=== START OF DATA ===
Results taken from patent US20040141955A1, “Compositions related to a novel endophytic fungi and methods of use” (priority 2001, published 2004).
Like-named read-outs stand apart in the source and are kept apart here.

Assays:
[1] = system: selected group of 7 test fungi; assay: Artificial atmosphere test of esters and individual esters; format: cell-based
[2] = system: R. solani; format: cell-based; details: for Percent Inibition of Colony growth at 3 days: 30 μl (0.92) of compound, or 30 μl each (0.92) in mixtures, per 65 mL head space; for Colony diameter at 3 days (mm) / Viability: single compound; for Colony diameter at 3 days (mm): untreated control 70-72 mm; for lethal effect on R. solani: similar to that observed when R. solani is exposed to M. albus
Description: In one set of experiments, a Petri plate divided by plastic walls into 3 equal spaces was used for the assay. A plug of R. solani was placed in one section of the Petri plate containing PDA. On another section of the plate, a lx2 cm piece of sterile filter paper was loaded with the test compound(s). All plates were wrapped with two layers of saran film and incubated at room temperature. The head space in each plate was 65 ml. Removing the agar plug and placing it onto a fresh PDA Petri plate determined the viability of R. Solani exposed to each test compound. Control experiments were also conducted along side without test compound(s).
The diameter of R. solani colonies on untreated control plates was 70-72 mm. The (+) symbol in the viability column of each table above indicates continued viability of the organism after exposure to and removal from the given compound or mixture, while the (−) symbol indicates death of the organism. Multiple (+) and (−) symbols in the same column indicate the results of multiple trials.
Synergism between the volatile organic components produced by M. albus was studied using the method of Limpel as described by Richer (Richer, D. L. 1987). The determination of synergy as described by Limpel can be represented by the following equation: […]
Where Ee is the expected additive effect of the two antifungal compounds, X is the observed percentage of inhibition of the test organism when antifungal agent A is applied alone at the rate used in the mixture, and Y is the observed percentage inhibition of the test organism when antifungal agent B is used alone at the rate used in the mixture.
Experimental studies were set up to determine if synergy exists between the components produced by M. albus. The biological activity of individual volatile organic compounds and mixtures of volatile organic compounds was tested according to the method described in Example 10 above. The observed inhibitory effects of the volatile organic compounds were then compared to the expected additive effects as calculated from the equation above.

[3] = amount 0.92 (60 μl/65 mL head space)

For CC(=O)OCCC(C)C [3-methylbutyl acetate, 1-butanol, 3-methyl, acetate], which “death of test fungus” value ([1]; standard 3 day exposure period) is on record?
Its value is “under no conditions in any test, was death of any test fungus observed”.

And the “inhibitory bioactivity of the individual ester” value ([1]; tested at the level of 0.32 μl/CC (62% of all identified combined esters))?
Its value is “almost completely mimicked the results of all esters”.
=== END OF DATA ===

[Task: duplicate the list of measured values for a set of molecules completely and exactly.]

Results taken from patent US20040141955A1, “Compositions related to a novel endophytic fungi and methods of use” (priority 2001, published 2004).
Like-named read-outs stand apart in the source and are kept apart here.

Assays:
[1] = system: selected group of 7 test fungi; assay: Artificial atmosphere test of esters and individual esters; format: cell-based
[2] = system: R. solani; format: cell-based; details: for Percent Inibition of Colony growth at 3 days: 30 μl (0.92) of compound, or 30 μl each (0.92) in mixtures, per 65 mL head space; for Colony diameter at 3 days (mm) / Viability: single compound; for Colony diameter at 3 days (mm): untreated control 70-72 mm; for lethal effect on R. solani: similar to that observed when R. solani is exposed to M. albus
Description: In one set of experiments, a Petri plate divided by plastic walls into 3 equal spaces was used for the assay. A plug of R. solani was placed in one section of the Petri plate containing PDA. On another section of the plate, a lx2 cm piece of sterile filter paper was loaded with the test compound(s). All plates were wrapped with two layers of saran film and incubated at room temperature. The head space in each plate was 65 ml. Removing the agar plug and placing it onto a fresh PDA Petri plate determined the viability of R. Solani exposed to each test compound. Control experiments were also conducted along side without test compound(s).
The diameter of R. solani colonies on untreated control plates was 70-72 mm. The (+) symbol in the viability column of each table above indicates continued viability of the organism after exposure to and removal from the given compound or mixture, while the (−) symbol indicates death of the organism. Multiple (+) and (−) symbols in the same column indicate the results of multiple trials.
Synergism between the volatile organic components produced by M. albus was studied using the method of Limpel as described by Richer (Richer, D. L. 1987). The determination of synergy as described by Limpel can be represented by the following equation: […]
Where Ee is the expected additive effect of the two antifungal compounds, X is the observed percentage of inhibition of the test organism when antifungal agent A is applied alone at the rate used in the mixture, and Y is the observed percentage inhibition of the test organism when antifungal agent B is used alone at the rate used in the mixture.
Experimental studies were set up to determine if synergy exists between the components produced by M. albus. The biological activity of individual volatile organic compounds and mixtures of volatile organic compounds was tested according to the method described in Example 10 above. The observed inhibitory effects of the volatile organic compounds were then compared to the expected additive effects as calculated from the equation above.

[3] = amount 0.92 (60 μl/65 mL head space)

For CC(=O)OCCC(C)C [3-methylbutyl acetate, 1-butanol, 3-methyl, acetate], which “death of test fungus” value ([1]; standard 3 day exposure period) is on record?
Its value is “under no conditions in any test, was death of any test fungus observed”.

And the “inhibitory bioactivity of the individual ester” value ([1]; tested at the level of 0.32 μl/CC (62% of all identified combined esters))?
Its value is “almost completely mimicked the results of all esters”.